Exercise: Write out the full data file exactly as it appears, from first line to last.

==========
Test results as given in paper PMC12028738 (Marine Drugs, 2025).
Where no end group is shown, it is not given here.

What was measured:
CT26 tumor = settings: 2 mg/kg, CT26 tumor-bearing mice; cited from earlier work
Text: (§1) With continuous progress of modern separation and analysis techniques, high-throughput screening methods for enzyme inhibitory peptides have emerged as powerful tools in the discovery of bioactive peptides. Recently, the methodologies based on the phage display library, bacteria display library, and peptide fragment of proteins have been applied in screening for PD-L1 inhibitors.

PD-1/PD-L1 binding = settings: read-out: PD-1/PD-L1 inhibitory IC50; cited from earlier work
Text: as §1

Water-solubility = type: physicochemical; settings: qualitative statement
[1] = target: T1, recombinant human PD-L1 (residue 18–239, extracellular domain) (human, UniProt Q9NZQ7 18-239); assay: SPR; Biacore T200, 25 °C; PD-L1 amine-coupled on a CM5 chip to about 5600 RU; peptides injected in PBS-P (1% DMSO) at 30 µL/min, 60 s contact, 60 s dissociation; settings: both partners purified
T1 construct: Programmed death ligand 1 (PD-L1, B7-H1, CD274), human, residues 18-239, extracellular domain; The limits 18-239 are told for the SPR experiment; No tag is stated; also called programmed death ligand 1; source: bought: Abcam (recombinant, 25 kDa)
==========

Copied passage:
Test results as given in paper PMC12028738 (Marine Drugs, 2025).
Where no end group is shown, it is not given here.

What was measured:
CT26 tumor = settings: 2 mg/kg, CT26 tumor-bearing mice; cited from earlier work
Text: (§1) With continuous progress of modern separation and analysis techniques, high-throughput screening methods for enzyme inhibitory peptides have emerged as powerful tools in the discovery of bioactive peptides. Recently, the methodologies based on the phage display library, bacteria display library, and peptide fragment of proteins have been applied in screening for PD-L1 inhibitors.

PD-1/PD-L1 binding = settings: read-out: PD-1/PD-L1 inhibitory IC50; cited from earlier work
Text: as §1

Water-solubility = type: physicochemical; settings: qualitative statement
[1] = target: T1, recombinant human PD-L1 (residue 18–239, extracellular domain) (human, UniProt Q9NZQ7 18-239); assay: SPR; Biacore T200, 25 °C; PD-L1 amine-coupled on a CM5 chip to about 5600 RU; peptides injected in PBS-P (1% DMSO) at 30 µL/min, 60 s contact, 60 s dissociation; settings: both partners purified
T1 construct: Programmed death ligand 1 (PD-L1, B7-H1, CD274), human, residues 18-239, extracellular domain; The limits 18-239 are told for the SPR experiment; No tag is stated; also called programmed death ligand 1; source: bought: Abcam (recombinant, 25 kDa)